CEDAR RAPIDS — In March, the Willis Dady Homeless Shelter announced a $3 million fundraising campaign that would allow the organization to expand and renovate its shelter at 1247 Fourth Ave. SE.
The expansion would add 15,000 square feet to the existing 31,000-square-foot facility. The project also would entail a renovation of the 30-year-old building, which originally was converted from being a former halfway house into a shelter.
The organization set a goal of raising $2.5 million by this fall in order to break ground before winter. On Sept. 1, it reached that goal.
Here’s what Phoebe Trepp, director of Willis Dady, has to say about the upcoming project:
Q: Were you relieved that you can start construction this fall?
A: It was really, really exciting and kind of surreal because I knew we would get there, I just didn’t know when. To be able to look back on how hard we worked this summer, it’s like “OK it worked out.” It felt like a huge relief. (Construction) will likely be in October and start with pouring some foundation work before the ground freezes for the full expansion piece. That piece has both components of shelter and office space, so we will stay open for our clients throughout the whole thing.
Q: Why do you think Eastern Iowans felt strongly enough about the project to contribute more than $2.5 million in about five months, and especially right before September?
A: “Summer is difficult because people are all over. Going into the school year, people know more about what they’ll be able to commit. Knowing that we’ll circle back around to winter and waiting until another full winter to start doesn’t make a lot of sense. We’ve also been doing a good job of getting people to tour the building and not just going to them in their offices. When they can come to the building, it’s much more apparent what the problems are and how we can drastically improve what we do by just improving the facility.
Q: What are some of the problems the expansion and renovation will solve?
A: The big thing is the accessibility and safety of the building. We still lack the ability to have someone in a wheelchair. We’ve gone through intakes where we do the whole intake and find out one family member can’t walk up steps because of a knee injury or something ... and they cannot stay. We’re adding a basement for storm shelters ... right now we have nowhere to go. We’ll also be able to help third-shift men who are working. They can come back at 2 or 3 in the morning, which they can’t now. We’ll be able to have four very low income rental units for the first time ever.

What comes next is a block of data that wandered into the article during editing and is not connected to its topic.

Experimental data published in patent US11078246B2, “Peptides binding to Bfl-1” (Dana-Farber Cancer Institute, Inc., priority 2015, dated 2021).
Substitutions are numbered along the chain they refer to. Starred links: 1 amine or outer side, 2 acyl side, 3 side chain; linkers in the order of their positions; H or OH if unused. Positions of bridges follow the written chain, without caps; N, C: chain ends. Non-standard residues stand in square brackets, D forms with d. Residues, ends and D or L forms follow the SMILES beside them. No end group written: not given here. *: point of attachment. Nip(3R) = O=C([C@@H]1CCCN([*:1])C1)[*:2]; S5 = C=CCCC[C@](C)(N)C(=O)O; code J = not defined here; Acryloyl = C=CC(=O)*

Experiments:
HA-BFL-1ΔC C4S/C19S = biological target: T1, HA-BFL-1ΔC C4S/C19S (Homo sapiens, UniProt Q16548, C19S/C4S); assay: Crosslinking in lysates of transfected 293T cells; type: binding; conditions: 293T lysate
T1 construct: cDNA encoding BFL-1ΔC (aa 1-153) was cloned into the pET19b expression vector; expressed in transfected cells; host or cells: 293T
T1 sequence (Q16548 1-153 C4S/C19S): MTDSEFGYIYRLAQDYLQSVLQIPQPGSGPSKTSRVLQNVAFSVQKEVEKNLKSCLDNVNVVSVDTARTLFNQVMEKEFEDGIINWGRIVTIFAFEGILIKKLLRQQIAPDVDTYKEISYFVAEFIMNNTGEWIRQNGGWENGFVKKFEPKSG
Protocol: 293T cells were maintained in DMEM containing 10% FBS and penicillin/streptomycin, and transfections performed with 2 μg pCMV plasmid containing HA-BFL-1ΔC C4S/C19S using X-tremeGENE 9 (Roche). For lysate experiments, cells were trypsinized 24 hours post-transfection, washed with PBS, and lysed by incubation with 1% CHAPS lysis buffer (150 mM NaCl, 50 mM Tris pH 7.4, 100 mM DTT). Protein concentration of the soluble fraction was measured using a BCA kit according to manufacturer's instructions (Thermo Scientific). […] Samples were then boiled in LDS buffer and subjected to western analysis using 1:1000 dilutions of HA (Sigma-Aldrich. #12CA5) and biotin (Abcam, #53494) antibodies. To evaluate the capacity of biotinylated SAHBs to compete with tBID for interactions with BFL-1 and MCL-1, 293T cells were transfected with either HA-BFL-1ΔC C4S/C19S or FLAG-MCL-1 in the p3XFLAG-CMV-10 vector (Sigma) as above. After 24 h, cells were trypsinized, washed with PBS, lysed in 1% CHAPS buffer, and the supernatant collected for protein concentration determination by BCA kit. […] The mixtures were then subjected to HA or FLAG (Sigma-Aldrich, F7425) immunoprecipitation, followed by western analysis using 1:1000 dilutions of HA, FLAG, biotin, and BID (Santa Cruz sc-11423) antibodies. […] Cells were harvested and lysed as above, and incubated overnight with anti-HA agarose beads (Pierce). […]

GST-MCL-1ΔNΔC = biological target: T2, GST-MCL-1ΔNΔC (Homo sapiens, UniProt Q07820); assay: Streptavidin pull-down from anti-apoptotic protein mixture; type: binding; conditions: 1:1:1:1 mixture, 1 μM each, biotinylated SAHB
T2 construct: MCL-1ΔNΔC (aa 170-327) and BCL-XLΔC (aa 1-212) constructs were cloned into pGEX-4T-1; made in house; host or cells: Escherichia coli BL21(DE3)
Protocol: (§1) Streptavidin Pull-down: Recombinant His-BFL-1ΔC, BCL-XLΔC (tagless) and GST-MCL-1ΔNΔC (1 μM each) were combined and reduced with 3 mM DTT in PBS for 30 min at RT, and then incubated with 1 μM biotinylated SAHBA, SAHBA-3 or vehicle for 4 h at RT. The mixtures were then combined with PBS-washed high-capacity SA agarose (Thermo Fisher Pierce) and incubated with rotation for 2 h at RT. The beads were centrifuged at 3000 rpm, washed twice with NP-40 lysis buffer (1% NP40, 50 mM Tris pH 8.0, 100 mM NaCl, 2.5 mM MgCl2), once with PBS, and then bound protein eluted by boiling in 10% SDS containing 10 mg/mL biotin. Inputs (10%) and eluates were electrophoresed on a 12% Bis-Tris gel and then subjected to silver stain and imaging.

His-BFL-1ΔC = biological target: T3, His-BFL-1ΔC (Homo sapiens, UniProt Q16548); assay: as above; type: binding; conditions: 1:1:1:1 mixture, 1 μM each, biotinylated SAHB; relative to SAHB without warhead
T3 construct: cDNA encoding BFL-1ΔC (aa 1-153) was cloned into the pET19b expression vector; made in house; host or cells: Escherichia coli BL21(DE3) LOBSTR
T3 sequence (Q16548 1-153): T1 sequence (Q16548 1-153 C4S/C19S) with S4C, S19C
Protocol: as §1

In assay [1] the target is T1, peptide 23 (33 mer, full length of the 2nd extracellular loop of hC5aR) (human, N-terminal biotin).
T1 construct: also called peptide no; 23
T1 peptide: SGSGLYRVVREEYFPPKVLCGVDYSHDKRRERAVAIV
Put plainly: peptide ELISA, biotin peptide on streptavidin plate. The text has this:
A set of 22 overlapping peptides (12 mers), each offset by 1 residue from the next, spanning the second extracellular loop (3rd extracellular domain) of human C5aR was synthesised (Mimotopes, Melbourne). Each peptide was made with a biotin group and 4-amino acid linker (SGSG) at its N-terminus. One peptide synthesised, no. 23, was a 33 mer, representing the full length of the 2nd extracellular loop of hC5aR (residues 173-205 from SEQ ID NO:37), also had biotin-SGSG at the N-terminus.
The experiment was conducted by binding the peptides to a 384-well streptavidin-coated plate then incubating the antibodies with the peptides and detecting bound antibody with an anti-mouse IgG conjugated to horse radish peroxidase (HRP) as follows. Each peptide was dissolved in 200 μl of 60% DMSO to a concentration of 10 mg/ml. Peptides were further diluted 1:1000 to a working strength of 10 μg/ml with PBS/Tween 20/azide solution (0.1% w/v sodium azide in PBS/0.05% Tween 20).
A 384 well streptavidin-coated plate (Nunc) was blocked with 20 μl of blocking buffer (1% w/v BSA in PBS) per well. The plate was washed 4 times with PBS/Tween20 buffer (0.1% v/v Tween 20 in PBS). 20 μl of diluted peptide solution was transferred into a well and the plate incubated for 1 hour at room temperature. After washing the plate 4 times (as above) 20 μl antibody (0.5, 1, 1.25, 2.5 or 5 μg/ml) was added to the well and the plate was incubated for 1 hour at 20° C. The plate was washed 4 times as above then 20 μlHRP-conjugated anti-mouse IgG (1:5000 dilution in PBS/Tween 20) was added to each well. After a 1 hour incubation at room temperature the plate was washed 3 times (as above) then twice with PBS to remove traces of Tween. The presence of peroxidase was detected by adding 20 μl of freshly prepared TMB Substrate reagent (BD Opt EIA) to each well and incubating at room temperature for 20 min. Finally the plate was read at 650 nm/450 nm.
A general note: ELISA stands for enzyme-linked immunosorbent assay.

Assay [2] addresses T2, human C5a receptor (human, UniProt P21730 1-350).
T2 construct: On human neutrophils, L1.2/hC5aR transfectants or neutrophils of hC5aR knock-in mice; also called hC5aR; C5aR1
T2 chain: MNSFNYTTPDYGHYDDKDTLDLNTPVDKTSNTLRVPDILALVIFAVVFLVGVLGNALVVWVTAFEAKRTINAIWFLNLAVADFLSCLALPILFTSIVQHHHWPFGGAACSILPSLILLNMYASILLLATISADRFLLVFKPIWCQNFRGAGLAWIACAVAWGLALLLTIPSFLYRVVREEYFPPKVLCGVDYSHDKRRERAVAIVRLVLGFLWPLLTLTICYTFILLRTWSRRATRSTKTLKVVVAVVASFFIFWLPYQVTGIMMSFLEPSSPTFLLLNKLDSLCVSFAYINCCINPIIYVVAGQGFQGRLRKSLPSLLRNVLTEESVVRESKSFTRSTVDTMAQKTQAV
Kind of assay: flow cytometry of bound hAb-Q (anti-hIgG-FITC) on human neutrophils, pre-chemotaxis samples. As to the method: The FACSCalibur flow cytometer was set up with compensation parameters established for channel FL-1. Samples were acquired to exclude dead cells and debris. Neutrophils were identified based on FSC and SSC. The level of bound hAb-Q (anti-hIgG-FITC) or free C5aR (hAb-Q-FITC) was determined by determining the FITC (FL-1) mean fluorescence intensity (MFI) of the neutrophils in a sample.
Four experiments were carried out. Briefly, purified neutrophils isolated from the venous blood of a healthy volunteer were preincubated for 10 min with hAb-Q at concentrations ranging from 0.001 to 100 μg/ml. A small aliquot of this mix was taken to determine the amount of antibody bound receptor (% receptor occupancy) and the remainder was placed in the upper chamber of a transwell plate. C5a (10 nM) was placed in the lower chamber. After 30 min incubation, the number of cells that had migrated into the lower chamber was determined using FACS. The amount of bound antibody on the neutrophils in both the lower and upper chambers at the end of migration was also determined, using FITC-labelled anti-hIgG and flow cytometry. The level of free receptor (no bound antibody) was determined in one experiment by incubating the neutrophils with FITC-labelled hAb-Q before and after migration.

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Q: Can you tell me how having rental units helps provide longer-term solutions for chronic homelessness in Linn County?
A: We’re trying to address the needs of people who are very low income and in poverty despite the interventions we provide. We are thousands of units short in terms of affordable housing for people to pay less than 30 percent of their income. When you get into people who are on Social Security disability or benefits so the maximum of their income is under $700, there’s just a really large gap. When you think of units for $250 (a month) that would be safe, desirable, a place someone would be proud to live in, that just doesn’t exist in our community. It’s just a pilot project to show this can be done in mixed-use development, maybe more people can consider incorporating affordable housing.
Q: If Eastern Iowans aren’t ready or able to give a monetary donation to reach the $3 million goal, what are some other ways they can help?
A: I’m really proud of our volunteer program. It’s gone from a couple each month to now we have over 20 each month. A lot of times people just think of cleaning up the building and doing yardwork, which is a need, but we have a schedule of front desk volunteers. We don’t have the administrative staff to answer the door and the phone all the time. When we have a volunteer, it’s a huge relief. We have overnight volunteers that we’ve really tried to push about four years ago in an effort to save money and increase awareness of what we do. For the first time this summer we had a full month of coverage, which meant we didn’t have to pay staff for sleeping here. We also have events to fundraise for operations and shorter term commitments.
Q: What kind of feedback are you receiving about the shelter expansion?
A: I don’t think we anticipated how much positive input we would get. When we look at our asking numbers, 80 percent of them were a yes, though it wasn’t always the full amount. That’s a huge testament that when people come through the building, they can see the need and see the impact on our agency. It really opens our eyes to the potential.
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